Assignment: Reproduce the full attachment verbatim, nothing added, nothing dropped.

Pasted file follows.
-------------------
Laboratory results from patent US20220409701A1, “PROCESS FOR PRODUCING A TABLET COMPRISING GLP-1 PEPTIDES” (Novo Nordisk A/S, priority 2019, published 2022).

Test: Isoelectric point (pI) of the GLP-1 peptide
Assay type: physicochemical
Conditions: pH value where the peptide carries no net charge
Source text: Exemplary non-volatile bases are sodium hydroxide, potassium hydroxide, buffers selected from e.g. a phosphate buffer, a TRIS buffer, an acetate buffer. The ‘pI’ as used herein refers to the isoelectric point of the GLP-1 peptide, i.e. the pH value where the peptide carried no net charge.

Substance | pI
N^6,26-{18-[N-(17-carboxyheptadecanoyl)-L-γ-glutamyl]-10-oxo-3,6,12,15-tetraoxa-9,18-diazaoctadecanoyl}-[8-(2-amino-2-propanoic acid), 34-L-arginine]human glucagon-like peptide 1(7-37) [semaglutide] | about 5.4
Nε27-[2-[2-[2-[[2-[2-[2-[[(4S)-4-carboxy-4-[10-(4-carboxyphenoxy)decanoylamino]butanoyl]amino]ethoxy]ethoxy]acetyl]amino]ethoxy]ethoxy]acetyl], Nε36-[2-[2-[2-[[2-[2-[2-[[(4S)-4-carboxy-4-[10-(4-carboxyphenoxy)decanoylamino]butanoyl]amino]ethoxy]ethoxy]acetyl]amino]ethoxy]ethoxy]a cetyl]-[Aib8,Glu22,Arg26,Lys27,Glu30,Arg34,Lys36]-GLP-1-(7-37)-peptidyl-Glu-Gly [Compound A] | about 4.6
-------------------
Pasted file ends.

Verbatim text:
Laboratory results from patent US20220409701A1, “PROCESS FOR PRODUCING A TABLET COMPRISING GLP-1 PEPTIDES” (Novo Nordisk A/S, priority 2019, published 2022).

Test: Isoelectric point (pI) of the GLP-1 peptide
Assay type: physicochemical
Conditions: pH value where the peptide carries no net charge
Source text: Exemplary non-volatile bases are sodium hydroxide, potassium hydroxide, buffers selected from e.g. a phosphate buffer, a TRIS buffer, an acetate buffer. The ‘pI’ as used herein refers to the isoelectric point of the GLP-1 peptide, i.e. the pH value where the peptide carried no net charge.

Substance | pI
N^6,26-{18-[N-(17-carboxyheptadecanoyl)-L-γ-glutamyl]-10-oxo-3,6,12,15-tetraoxa-9,18-diazaoctadecanoyl}-[8-(2-amino-2-propanoic acid), 34-L-arginine]human glucagon-like peptide 1(7-37) [semaglutide] | about 5.4
Nε27-[2-[2-[2-[[2-[2-[2-[[(4S)-4-carboxy-4-[10-(4-carboxyphenoxy)decanoylamino]butanoyl]amino]ethoxy]ethoxy]acetyl]amino]ethoxy]ethoxy]acetyl], Nε36-[2-[2-[2-[[2-[2-[2-[[(4S)-4-carboxy-4-[10-(4-carboxyphenoxy)decanoylamino]butanoyl]amino]ethoxy]ethoxy]acetyl]amino]ethoxy]ethoxy]a cetyl]-[Aib8,Glu22,Arg26,Lys27,Glu30,Arg34,Lys36]-GLP-1-(7-37)-peptidyl-Glu-Gly [Compound A] | about 4.6